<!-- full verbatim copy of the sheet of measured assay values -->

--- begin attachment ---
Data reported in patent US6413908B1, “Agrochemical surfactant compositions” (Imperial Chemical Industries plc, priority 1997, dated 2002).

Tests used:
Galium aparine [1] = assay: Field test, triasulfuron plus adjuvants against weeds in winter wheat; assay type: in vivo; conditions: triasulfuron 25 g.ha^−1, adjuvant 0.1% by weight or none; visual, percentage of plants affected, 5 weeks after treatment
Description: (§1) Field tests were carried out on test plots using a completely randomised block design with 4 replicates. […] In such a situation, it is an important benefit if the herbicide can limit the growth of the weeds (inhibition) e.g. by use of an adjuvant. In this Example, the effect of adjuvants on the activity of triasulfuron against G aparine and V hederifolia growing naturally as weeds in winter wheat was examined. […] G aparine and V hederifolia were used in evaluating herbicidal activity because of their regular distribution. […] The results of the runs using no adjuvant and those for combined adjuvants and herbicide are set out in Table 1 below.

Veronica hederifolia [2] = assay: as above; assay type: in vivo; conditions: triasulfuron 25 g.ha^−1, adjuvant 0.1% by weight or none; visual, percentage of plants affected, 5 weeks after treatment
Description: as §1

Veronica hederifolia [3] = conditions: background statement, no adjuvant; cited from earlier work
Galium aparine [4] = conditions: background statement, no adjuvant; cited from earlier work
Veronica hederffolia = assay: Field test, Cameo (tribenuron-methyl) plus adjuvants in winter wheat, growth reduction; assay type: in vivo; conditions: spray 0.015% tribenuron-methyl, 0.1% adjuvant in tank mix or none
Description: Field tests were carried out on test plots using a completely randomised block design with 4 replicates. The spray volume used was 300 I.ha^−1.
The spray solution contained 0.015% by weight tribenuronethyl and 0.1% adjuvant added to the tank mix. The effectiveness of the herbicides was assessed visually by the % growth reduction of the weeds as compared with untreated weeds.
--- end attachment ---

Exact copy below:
Data reported in patent US6413908B1, “Agrochemical surfactant compositions” (Imperial Chemical Industries plc, priority 1997, dated 2002).

Tests used:
Galium aparine [1] = assay: Field test, triasulfuron plus adjuvants against weeds in winter wheat; assay type: in vivo; conditions: triasulfuron 25 g.ha^−1, adjuvant 0.1% by weight or none; visual, percentage of plants affected, 5 weeks after treatment
Description: (§1) Field tests were carried out on test plots using a completely randomised block design with 4 replicates. […] In such a situation, it is an important benefit if the herbicide can limit the growth of the weeds (inhibition) e.g. by use of an adjuvant. In this Example, the effect of adjuvants on the activity of triasulfuron against G aparine and V hederifolia growing naturally as weeds in winter wheat was examined. […] G aparine and V hederifolia were used in evaluating herbicidal activity because of their regular distribution. […] The results of the runs using no adjuvant and those for combined adjuvants and herbicide are set out in Table 1 below.

Veronica hederifolia [2] = assay: as above; assay type: in vivo; conditions: triasulfuron 25 g.ha^−1, adjuvant 0.1% by weight or none; visual, percentage of plants affected, 5 weeks after treatment
Description: as §1

Veronica hederifolia [3] = conditions: background statement, no adjuvant; cited from earlier work
Galium aparine [4] = conditions: background statement, no adjuvant; cited from earlier work
Veronica hederffolia = assay: Field test, Cameo (tribenuron-methyl) plus adjuvants in winter wheat, growth reduction; assay type: in vivo; conditions: spray 0.015% tribenuron-methyl, 0.1% adjuvant in tank mix or none
Description: Field tests were carried out on test plots using a completely randomised block design with 4 replicates. The spray volume used was 300 I.ha^−1.
The spray solution contained 0.015% by weight tribenuronethyl and 0.1% adjuvant added to the tank mix. The effectiveness of the herbicides was assessed visually by the % growth reduction of the weeds as compared with untreated weeds.